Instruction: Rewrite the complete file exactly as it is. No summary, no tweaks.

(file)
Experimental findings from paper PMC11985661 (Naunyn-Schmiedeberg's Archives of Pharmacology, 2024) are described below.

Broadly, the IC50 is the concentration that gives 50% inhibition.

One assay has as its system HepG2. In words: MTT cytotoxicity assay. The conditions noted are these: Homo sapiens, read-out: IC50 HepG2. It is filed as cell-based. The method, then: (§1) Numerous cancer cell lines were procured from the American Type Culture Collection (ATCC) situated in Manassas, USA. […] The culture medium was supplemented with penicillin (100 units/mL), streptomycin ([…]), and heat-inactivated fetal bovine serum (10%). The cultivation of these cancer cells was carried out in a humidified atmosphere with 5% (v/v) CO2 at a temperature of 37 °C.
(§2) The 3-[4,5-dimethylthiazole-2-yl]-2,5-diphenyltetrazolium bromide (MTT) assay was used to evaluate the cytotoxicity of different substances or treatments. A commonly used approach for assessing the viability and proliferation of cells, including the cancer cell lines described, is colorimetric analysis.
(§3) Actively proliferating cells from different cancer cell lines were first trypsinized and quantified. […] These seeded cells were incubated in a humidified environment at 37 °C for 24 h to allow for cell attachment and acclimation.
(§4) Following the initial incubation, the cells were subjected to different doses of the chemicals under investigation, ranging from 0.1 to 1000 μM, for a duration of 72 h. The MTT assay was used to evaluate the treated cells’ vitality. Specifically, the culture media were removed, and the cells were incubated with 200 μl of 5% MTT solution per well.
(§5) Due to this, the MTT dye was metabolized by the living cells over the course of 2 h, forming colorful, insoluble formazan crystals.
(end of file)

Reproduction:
Experimental findings from paper PMC11985661 (Naunyn-Schmiedeberg's Archives of Pharmacology, 2024) are described below.

Broadly, the IC50 is the concentration that gives 50% inhibition.

One assay has as its system HepG2. In words: MTT cytotoxicity assay. The conditions noted are these: Homo sapiens, read-out: IC50 HepG2. It is filed as cell-based. The method, then: (§1) Numerous cancer cell lines were procured from the American Type Culture Collection (ATCC) situated in Manassas, USA. […] The culture medium was supplemented with penicillin (100 units/mL), streptomycin ([…]), and heat-inactivated fetal bovine serum (10%). The cultivation of these cancer cells was carried out in a humidified atmosphere with 5% (v/v) CO2 at a temperature of 37 °C.
(§2) The 3-[4,5-dimethylthiazole-2-yl]-2,5-diphenyltetrazolium bromide (MTT) assay was used to evaluate the cytotoxicity of different substances or treatments. A commonly used approach for assessing the viability and proliferation of cells, including the cancer cell lines described, is colorimetric analysis.
(§3) Actively proliferating cells from different cancer cell lines were first trypsinized and quantified. […] These seeded cells were incubated in a humidified environment at 37 °C for 24 h to allow for cell attachment and acclimation.
(§4) Following the initial incubation, the cells were subjected to different doses of the chemicals under investigation, ranging from 0.1 to 1000 μM, for a duration of 72 h. The MTT assay was used to evaluate the treated cells’ vitality. Specifically, the culture media were removed, and the cells were incubated with 200 μl of 5% MTT solution per well.
(§5) Due to this, the MTT dye was metabolized by the living cells over the course of 2 h, forming colorful, insoluble formazan crystals.